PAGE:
Goodbye, Paris

Pub Date:   |   Archive Date: 07 Aug 2018

Member Reviews

Goodbye, Paris is really a love story, of friendship. Grace is a young woman madly in love with a married man. When things begin to go wrong, she must decide what she will do with her one wild and precious life. Grace's friends are the heroes in this story, as they begin to repair what has been broken. 

I didn't find Grace entirely likable as a character due to her indecision and her choices to engage in a romantic relationship with a man who knowingly was married. But the story was enchanting and engaging.
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Grace Atherton is a gifted musician who refuses to play for others. Nevertheless, she has managed to build a career in the music industry, as a luthier, one who makes or repairs string instruments. She seems content inside a small box of a life she has built, not performing her music, and not married to the man she loves. He is married to someone else.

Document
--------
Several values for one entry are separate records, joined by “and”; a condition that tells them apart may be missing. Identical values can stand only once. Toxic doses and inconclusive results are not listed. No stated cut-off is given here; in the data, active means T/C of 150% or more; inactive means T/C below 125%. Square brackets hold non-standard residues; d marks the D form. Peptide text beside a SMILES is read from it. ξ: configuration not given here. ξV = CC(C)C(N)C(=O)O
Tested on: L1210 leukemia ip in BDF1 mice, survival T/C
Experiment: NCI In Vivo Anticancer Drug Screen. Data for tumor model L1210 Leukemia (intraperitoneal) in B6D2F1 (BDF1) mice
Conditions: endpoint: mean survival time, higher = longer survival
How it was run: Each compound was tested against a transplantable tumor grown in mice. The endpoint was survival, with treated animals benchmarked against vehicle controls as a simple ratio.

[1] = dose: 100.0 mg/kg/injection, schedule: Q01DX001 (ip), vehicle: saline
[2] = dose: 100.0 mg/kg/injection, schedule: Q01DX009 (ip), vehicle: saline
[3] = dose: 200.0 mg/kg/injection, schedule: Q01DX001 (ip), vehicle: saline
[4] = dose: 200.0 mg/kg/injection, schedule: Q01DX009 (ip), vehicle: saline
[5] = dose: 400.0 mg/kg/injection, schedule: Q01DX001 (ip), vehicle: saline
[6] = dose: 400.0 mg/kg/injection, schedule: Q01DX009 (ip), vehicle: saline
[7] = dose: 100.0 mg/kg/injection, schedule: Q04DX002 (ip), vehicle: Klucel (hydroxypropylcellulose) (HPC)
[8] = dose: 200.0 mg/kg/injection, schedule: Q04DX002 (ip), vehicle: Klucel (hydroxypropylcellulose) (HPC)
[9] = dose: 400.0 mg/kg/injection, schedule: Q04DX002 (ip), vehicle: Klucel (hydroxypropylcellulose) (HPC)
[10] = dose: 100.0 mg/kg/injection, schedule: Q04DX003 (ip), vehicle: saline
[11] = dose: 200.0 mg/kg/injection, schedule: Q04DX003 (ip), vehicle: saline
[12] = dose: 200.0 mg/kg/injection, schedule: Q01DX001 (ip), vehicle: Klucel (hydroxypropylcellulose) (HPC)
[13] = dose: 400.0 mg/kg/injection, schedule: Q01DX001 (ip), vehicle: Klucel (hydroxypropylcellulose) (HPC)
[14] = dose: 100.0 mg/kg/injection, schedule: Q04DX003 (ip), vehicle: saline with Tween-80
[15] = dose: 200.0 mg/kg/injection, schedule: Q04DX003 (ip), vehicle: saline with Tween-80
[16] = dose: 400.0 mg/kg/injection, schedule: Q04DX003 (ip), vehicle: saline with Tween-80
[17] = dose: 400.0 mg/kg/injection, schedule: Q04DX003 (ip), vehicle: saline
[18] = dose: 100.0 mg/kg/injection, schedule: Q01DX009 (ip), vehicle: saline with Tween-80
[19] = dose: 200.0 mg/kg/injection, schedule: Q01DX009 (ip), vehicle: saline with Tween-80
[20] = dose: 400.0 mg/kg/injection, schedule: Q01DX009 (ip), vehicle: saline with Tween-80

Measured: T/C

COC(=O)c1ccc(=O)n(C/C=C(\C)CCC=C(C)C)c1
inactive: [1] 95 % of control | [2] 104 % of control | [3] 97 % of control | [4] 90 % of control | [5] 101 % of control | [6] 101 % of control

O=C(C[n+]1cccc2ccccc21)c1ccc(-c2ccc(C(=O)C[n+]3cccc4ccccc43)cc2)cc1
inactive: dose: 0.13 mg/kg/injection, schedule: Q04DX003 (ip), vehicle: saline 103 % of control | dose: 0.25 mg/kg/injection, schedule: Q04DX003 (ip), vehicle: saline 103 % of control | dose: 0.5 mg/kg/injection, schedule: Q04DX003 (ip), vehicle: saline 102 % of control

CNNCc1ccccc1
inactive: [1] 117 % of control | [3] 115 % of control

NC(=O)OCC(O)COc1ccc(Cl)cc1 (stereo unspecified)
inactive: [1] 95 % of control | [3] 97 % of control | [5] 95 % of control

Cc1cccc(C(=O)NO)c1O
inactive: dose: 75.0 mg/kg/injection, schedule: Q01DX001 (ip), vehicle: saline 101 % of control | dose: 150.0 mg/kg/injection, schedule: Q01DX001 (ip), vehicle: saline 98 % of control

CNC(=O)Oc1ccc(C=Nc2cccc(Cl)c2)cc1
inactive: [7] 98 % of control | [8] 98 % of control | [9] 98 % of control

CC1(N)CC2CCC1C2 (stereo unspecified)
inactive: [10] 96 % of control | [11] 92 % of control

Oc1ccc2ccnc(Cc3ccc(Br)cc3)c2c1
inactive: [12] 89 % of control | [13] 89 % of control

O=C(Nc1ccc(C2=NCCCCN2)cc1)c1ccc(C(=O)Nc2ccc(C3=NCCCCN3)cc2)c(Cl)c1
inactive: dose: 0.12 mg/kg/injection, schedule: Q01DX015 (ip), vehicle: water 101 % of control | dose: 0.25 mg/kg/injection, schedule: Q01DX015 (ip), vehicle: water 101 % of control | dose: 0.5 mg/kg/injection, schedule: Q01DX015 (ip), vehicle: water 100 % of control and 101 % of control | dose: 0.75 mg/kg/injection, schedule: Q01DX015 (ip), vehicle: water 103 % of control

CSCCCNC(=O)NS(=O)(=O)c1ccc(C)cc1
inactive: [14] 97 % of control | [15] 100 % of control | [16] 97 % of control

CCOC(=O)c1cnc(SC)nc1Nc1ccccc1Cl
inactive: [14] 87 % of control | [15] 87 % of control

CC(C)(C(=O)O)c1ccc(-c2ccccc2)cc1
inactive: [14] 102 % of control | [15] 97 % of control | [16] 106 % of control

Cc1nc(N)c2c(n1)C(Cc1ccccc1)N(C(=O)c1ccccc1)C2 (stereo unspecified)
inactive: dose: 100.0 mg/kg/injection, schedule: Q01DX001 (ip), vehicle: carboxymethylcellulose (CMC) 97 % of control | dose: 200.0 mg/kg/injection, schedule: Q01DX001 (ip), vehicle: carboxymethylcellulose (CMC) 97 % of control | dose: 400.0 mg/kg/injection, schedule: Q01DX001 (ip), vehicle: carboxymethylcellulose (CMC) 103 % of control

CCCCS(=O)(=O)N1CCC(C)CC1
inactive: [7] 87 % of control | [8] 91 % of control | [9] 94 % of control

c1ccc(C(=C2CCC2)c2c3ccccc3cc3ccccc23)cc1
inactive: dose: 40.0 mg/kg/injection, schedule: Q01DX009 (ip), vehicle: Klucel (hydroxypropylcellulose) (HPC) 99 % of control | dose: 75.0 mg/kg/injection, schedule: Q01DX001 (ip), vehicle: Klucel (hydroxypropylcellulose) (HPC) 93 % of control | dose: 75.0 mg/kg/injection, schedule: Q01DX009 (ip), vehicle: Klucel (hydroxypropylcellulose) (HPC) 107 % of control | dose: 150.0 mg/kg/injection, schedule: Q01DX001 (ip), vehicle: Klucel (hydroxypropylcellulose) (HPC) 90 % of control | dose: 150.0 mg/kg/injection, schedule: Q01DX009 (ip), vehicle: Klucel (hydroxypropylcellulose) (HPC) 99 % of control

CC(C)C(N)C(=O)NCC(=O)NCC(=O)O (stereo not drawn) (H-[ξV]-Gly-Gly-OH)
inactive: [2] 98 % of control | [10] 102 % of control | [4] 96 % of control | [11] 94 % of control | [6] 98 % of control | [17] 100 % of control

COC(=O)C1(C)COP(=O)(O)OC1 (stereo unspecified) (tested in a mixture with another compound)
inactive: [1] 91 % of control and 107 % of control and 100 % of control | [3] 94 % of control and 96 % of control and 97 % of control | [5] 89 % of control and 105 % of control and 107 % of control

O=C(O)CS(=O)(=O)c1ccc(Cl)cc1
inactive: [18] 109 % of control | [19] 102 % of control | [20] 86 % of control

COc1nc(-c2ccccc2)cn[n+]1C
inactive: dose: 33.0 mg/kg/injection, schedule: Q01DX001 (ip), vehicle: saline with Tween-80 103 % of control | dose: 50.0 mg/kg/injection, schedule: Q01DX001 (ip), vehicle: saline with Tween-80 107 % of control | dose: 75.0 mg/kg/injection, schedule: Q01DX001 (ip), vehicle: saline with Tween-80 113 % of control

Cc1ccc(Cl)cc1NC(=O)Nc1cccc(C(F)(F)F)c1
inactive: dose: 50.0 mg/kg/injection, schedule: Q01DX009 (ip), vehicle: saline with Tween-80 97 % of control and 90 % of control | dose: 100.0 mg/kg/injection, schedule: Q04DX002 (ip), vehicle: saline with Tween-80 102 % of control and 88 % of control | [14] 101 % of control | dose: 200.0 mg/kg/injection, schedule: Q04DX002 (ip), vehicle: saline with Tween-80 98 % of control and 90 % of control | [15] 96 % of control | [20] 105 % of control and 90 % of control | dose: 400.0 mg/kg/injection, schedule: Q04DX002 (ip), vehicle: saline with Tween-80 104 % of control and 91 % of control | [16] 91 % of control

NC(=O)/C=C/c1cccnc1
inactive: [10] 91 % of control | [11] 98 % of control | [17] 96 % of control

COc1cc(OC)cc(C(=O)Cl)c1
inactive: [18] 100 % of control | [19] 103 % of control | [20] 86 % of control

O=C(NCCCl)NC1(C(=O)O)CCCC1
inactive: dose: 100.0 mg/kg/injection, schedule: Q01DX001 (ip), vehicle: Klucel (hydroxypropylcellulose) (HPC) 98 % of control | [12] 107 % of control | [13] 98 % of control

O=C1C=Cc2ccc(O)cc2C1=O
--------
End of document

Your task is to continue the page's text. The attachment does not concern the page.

When Grace spends the weekend in Paris with David, her married lover, an event happens that changes their relationship entirely. The fall out of a rescue is the undoing of Grace's carefully constructed box, and all the small lies she has allowed herself to believe about her relationship. David has misrepresented himself dreadfully to Grace, and as she falls apart as she begins to realize the depth of his deceit, and her sacrifices for him.

Luckily, her saviours arrive in the form of an angst ridden teen age girl and an elderly neighbor. Both lend support when Grace most needs it, as well as a swift kick in the pants when Grace needs more than support. With their help, she rebuilds a particularly meaningful instrument, and more importantly, her life.
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When 'Paris' is in the title of a book, I immediately make an assumption about it. A good one.